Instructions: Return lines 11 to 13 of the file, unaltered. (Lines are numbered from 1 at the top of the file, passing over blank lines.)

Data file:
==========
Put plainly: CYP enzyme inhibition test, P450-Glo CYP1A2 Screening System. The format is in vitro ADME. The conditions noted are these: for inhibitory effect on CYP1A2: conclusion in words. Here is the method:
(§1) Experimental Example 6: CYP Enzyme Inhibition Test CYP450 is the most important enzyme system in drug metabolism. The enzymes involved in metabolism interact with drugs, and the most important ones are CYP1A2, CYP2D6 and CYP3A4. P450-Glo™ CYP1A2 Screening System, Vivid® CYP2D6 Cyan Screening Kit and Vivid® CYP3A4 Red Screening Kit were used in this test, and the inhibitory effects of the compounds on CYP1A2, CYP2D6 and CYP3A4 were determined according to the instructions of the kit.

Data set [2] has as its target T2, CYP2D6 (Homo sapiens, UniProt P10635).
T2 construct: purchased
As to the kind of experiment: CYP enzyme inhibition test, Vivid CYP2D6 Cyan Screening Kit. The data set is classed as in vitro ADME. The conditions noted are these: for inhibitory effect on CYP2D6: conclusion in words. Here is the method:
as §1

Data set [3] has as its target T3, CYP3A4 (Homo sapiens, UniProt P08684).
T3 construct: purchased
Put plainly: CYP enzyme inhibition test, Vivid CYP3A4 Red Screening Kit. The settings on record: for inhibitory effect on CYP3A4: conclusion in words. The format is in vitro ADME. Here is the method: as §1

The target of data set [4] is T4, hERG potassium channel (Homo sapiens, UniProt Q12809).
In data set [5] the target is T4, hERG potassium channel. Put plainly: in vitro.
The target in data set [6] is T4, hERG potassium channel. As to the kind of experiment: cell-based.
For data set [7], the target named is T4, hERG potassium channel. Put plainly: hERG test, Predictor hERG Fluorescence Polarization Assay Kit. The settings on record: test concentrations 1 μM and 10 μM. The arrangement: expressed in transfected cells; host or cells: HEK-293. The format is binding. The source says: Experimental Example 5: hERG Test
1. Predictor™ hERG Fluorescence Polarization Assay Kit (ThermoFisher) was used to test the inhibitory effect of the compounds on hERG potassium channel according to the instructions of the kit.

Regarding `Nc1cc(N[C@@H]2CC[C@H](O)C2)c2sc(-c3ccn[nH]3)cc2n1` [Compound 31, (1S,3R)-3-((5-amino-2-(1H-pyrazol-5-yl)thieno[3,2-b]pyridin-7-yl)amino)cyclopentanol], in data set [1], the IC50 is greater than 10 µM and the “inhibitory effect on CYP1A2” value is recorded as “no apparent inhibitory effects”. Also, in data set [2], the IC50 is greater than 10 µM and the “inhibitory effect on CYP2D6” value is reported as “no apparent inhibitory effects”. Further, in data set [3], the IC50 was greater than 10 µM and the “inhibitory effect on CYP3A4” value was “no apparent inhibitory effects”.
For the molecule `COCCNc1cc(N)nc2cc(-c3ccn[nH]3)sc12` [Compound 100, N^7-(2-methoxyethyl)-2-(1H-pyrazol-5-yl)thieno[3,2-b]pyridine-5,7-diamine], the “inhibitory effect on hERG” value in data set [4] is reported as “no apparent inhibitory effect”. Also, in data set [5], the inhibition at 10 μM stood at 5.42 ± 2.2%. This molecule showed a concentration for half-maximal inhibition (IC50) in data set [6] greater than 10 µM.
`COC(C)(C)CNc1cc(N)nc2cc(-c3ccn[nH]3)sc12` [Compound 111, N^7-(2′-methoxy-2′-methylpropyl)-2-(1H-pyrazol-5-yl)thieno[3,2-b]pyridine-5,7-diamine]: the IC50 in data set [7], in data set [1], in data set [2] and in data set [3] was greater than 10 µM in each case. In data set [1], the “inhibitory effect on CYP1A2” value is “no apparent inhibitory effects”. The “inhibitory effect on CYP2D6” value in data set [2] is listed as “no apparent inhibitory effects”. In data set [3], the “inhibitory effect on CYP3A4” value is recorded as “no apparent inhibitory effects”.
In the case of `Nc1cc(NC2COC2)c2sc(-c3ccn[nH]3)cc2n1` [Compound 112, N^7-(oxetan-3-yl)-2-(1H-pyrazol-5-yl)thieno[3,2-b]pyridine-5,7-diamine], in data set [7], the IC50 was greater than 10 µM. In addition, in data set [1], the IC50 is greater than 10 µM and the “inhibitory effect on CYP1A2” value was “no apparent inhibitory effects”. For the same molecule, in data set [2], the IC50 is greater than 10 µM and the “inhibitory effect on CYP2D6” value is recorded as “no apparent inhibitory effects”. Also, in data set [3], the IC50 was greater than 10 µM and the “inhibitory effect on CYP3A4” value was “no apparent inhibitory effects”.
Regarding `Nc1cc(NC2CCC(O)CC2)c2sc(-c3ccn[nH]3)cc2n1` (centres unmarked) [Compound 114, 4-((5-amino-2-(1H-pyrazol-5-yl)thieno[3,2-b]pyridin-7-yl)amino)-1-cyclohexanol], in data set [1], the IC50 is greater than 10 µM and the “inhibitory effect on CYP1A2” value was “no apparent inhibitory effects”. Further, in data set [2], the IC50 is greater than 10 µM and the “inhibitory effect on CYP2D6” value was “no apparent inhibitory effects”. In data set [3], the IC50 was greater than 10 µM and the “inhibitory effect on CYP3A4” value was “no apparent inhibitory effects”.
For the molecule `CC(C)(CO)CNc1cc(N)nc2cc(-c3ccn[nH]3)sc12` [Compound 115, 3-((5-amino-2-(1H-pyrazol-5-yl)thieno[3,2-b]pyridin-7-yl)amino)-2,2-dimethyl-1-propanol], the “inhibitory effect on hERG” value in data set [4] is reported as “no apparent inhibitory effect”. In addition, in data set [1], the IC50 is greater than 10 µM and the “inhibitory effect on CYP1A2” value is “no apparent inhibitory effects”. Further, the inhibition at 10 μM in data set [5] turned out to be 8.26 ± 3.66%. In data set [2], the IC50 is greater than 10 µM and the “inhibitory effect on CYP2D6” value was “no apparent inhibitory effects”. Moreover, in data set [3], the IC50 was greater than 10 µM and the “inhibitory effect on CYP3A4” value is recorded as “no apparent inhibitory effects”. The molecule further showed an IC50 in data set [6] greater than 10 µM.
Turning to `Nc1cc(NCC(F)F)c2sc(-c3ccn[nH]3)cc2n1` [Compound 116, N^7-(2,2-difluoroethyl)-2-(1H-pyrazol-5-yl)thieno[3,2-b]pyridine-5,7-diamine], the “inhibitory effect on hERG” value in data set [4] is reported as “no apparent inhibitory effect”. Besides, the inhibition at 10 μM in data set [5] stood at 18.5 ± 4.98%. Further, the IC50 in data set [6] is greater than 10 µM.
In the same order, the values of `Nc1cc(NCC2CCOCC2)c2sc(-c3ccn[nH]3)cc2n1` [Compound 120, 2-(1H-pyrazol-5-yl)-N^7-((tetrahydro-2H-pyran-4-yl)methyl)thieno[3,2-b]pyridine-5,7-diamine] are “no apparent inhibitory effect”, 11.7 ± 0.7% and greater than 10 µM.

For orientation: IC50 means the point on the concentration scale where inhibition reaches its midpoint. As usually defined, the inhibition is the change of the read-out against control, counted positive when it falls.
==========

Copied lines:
In data set [5] the target is T4, hERG potassium channel. Put plainly: in vitro.
The target in data set [6] is T4, hERG potassium channel. As to the kind of experiment: cell-based.
For data set [7], the target named is T4, hERG potassium channel. Put plainly: hERG test, Predictor hERG Fluorescence Polarization Assay Kit. The settings on record: test concentrations 1 μM and 10 μM. The arrangement: expressed in transfected cells; host or cells: HEK-293. The format is binding. The source says: Experimental Example 5: hERG Test